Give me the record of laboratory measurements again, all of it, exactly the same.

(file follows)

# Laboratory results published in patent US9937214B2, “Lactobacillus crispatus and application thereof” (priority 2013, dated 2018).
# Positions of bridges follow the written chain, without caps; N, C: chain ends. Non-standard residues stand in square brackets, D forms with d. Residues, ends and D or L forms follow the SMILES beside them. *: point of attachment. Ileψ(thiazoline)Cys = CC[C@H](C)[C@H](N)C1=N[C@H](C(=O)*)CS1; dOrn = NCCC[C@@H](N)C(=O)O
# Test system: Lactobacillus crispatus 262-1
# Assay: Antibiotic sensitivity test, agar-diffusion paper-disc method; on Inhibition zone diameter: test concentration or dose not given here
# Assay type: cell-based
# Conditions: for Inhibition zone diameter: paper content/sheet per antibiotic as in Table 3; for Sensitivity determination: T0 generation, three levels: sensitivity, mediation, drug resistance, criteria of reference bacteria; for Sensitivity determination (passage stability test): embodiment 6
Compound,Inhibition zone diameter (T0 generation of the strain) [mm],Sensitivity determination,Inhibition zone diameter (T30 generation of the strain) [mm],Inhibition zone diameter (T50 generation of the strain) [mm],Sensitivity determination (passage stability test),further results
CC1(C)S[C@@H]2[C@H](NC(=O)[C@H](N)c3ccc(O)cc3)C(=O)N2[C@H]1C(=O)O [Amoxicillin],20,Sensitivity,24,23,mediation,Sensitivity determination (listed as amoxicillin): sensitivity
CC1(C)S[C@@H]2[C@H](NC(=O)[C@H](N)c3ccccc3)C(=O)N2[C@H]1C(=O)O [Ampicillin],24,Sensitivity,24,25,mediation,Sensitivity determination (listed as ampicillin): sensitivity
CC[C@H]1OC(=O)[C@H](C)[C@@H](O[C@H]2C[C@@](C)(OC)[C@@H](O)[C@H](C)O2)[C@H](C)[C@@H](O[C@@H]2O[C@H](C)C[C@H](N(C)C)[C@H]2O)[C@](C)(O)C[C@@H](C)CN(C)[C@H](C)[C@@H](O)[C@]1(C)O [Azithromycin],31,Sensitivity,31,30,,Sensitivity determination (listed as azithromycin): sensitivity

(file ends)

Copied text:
# Laboratory results published in patent US9937214B2, “Lactobacillus crispatus and application thereof” (priority 2013, dated 2018).
# Positions of bridges follow the written chain, without caps; N, C: chain ends. Non-standard residues stand in square brackets, D forms with d. Residues, ends and D or L forms follow the SMILES beside them. *: point of attachment. Ileψ(thiazoline)Cys = CC[C@H](C)[C@H](N)C1=N[C@H](C(=O)*)CS1; dOrn = NCCC[C@@H](N)C(=O)O
# Test system: Lactobacillus crispatus 262-1
# Assay: Antibiotic sensitivity test, agar-diffusion paper-disc method; on Inhibition zone diameter: test concentration or dose not given here
# Assay type: cell-based
# Conditions: for Inhibition zone diameter: paper content/sheet per antibiotic as in Table 3; for Sensitivity determination: T0 generation, three levels: sensitivity, mediation, drug resistance, criteria of reference bacteria; for Sensitivity determination (passage stability test): embodiment 6
Compound,Inhibition zone diameter (T0 generation of the strain) [mm],Sensitivity determination,Inhibition zone diameter (T30 generation of the strain) [mm],Inhibition zone diameter (T50 generation of the strain) [mm],Sensitivity determination (passage stability test),further results
CC1(C)S[C@@H]2[C@H](NC(=O)[C@H](N)c3ccc(O)cc3)C(=O)N2[C@H]1C(=O)O [Amoxicillin],20,Sensitivity,24,23,mediation,Sensitivity determination (listed as amoxicillin): sensitivity
CC1(C)S[C@@H]2[C@H](NC(=O)[C@H](N)c3ccccc3)C(=O)N2[C@H]1C(=O)O [Ampicillin],24,Sensitivity,24,25,mediation,Sensitivity determination (listed as ampicillin): sensitivity
CC[C@H]1OC(=O)[C@H](C)[C@@H](O[C@H]2C[C@@](C)(OC)[C@@H](O)[C@H](C)O2)[C@H](C)[C@@H](O[C@@H]2O[C@H](C)C[C@H](N(C)C)[C@H]2O)[C@](C)(O)C[C@@H](C)CN(C)[C@H](C)[C@@H](O)[C@]1(C)O [Azithromycin],31,Sensitivity,31,30,,Sensitivity determination (listed as azithromycin): sensitivity